12. Now, find the existing oil filter to be replaced.  Such a filter is most often found to be installed on the side of the engine.  (However, in some circumstances, of course, you may have noticed if it is applicable to you, the oil filter may be found in the actual oil-drain hole you just "plugged up" with the oil-drain plug; in that case, removal of the oil filter is done with a pair of pliers--at which time you should make sure to remove the O-ring that is a part of the oil filter in the event it separates from the oil filter itself, too, and then the new oil filter replacement is inserted by hand in the hole, just after first coating the ring edge of the new filter with new oil appropriate for your vehicle.)

  13. Make sure your oil pan is positioned under the existing filter to collect any oil remnants if you have not already done so.

  14. Now, use your adjustable oil filter wrench to unscrew and remove the existing oil filter.

  15. Use a rag to wipe off any old oil remnants found around the edges of the engine that previously came into contact with the old oil filter before it was removed.  Also, while it rarely happens, make sure the rubber stripping of the old filter is not stubbornly attached to that part of the engine area; if so, rip this old rubber off.

  16. Just before screwing on the new oil filter, first coat the rubber stripping of the new oil filter with new oil appropriate for your vehicle.

  17. Then, screw the new oil filter into place where the old filter used to be by hand,

     

    making sure not to over-tighten since it can be relatively easy to inadvertently damage the relatively delicate surface of the engine to which the filter is most often attached to--aluminum. Just be sure it is tightened enough to prevent oil leaks and nothing more than that.  You should never use a an oil filter wrench to tighten, except in rare circumstances. For example, if after you hand-tighten the new filter and turn on your engine only to see the filter spring a oil leak, then you can use a filter wrench to carefully tighten the filter.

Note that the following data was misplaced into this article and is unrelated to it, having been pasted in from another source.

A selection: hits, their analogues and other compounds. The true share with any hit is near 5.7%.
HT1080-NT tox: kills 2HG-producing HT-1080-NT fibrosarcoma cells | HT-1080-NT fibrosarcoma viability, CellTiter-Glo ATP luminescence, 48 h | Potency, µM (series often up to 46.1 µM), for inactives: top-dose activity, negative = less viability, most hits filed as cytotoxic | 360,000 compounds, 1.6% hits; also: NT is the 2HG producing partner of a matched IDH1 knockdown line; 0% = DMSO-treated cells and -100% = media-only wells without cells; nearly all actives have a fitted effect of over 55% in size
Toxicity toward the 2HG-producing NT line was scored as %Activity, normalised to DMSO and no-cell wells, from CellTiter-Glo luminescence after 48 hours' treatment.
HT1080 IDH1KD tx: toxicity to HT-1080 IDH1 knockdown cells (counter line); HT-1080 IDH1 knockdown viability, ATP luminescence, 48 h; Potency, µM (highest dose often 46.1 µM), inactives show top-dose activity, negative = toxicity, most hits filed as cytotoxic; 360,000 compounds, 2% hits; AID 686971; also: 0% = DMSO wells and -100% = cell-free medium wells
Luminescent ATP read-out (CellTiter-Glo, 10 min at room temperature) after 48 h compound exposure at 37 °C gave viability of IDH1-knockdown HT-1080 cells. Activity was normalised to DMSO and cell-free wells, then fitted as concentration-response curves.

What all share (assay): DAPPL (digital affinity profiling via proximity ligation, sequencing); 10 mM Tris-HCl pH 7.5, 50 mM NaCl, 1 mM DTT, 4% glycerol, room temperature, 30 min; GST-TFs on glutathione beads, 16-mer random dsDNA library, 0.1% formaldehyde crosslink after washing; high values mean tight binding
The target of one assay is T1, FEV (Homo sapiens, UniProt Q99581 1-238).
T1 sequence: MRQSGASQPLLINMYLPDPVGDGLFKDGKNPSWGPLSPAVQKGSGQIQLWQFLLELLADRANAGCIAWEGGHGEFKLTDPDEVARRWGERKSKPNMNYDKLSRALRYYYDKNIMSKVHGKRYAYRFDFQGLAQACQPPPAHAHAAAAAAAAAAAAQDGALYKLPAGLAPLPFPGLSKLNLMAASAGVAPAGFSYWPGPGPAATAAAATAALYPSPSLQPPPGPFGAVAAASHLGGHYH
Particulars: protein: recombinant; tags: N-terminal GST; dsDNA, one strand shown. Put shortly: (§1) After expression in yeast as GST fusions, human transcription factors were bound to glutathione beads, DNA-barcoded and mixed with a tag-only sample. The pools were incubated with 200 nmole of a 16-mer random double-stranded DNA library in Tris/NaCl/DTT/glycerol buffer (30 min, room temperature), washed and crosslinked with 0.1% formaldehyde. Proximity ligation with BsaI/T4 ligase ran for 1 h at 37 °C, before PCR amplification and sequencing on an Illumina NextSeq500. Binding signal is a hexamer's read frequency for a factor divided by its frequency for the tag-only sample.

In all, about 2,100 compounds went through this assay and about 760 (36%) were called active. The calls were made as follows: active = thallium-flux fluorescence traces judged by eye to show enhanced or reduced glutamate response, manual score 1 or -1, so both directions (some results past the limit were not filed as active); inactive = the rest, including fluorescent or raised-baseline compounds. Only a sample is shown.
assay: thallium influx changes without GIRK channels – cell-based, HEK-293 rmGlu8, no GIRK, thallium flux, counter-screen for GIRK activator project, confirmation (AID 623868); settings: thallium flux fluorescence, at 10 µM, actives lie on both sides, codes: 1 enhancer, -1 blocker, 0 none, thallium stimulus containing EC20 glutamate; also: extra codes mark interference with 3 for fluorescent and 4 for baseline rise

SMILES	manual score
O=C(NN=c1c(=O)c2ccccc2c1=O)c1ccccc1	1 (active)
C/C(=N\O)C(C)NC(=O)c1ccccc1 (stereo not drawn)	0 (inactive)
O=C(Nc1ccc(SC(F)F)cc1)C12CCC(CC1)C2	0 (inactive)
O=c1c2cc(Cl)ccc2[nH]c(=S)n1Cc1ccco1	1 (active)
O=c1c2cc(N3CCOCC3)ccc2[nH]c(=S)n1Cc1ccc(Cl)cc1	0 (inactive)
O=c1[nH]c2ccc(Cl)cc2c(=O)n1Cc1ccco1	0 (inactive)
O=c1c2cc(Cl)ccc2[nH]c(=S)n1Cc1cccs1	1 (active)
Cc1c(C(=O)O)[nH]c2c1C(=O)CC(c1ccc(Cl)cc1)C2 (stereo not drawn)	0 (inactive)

18. Upon securely attaching the filter in place, now look to the top of the engine to find and remove the oil filler cap.

  19. Upon the removal of the cap, take your funnel and insert it in the hole that appears from the removal of the cap.

  20. Pour approximately 5 litres (or 4 quarts) of the new oil appropriate for your vehicle into the funnel for your engine's use.  (Check with your owner's manual to confirm whether 4 quarts of new oil is sufficient; also refer to the section on how to choose the right engine / motor oil for your vehicle if you have not already done so.)

  21. Once you have finished pouring the new oil appropriate for your vehicle, put the oil filler cap back into place to seal the hole on top of the engine.

  22. As a test, turn on your vehicle so that your engine can run for about 2 minutes to see if any oil leaks from the oil filter or oil-drain plug.

  23. Use the dipstick to check the oil to see if more is actually needed. (Please refer to the section on checking oil and using the dipstick for this process.) If the dipstick shows there is sufficient oil, then you're done with the task of pouring more oil.

  24. As a housekeeping chore, make sure to clean up all oil remnants with a rag, and to properly secure the old oil collected in a pan by pouring it in a closable container of some sort and then to properly dispose of it by dropping it off with a local recycling agency, a hazardous waste agency or even a local mechanic shop (if there is a shop that accepts such).

  25. Incidentally, it would be a good time to check on the condition of your four constant velocity (CV) joints, each one of which is found at the ends of the two shafts that start at the differential and extend to the wheels:  Inspect for any cracks in the boots of the CV joints, which is often accompanied by lubrication being expelled from such crevices; if they are cracked, replace them immediately.

That's basically the routine of helping to keep your vehicle's engine humming.  Make sure to keep up with this routine in order to keep your vehicle properly maintained.

Ed the Handyman

            &

Your Handyman Zone Team